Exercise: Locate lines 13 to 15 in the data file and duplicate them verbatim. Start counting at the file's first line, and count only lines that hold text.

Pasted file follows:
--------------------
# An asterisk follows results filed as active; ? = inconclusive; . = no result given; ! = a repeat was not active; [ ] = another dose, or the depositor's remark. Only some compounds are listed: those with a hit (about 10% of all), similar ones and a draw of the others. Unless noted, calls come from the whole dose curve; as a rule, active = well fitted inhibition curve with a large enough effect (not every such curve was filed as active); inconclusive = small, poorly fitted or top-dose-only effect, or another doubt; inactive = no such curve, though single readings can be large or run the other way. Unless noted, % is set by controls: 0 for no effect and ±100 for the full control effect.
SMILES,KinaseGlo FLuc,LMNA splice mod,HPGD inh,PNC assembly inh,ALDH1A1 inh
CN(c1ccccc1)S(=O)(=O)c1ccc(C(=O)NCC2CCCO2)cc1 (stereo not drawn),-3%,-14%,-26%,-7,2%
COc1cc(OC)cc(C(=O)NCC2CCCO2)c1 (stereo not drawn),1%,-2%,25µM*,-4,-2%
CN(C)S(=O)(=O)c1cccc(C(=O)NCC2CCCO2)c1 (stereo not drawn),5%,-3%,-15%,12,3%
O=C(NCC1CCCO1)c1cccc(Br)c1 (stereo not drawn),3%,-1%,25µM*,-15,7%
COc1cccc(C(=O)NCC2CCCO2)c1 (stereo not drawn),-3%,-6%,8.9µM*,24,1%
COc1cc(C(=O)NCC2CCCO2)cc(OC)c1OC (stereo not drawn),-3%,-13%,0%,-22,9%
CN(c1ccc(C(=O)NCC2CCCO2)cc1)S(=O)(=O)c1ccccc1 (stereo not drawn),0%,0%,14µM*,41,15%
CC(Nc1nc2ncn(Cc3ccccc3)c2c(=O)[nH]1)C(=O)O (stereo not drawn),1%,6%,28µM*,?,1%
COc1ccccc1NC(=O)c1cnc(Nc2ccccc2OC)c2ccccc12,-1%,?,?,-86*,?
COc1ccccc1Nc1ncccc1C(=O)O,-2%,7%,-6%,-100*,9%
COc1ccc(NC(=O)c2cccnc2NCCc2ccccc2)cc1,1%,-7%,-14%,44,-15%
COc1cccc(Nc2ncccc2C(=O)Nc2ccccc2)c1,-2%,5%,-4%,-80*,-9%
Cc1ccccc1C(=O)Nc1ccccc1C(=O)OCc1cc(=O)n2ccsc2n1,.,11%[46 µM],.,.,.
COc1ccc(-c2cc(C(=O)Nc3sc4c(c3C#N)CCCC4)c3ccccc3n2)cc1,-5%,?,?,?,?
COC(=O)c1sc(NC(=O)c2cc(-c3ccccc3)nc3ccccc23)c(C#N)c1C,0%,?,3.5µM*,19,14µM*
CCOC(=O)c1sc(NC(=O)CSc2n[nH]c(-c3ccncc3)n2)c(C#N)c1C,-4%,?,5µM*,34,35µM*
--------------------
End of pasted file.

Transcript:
COc1ccc(NC(=O)c2cccnc2NCCc2ccccc2)cc1,1%,-7%,-14%,44,-15%
COc1cccc(Nc2ncccc2C(=O)Nc2ccccc2)c1,-2%,5%,-4%,-80*,-9%
Cc1ccccc1C(=O)Nc1ccccc1C(=O)OCc1cc(=O)n2ccsc2n1,.,11%[46 µM],.,.,.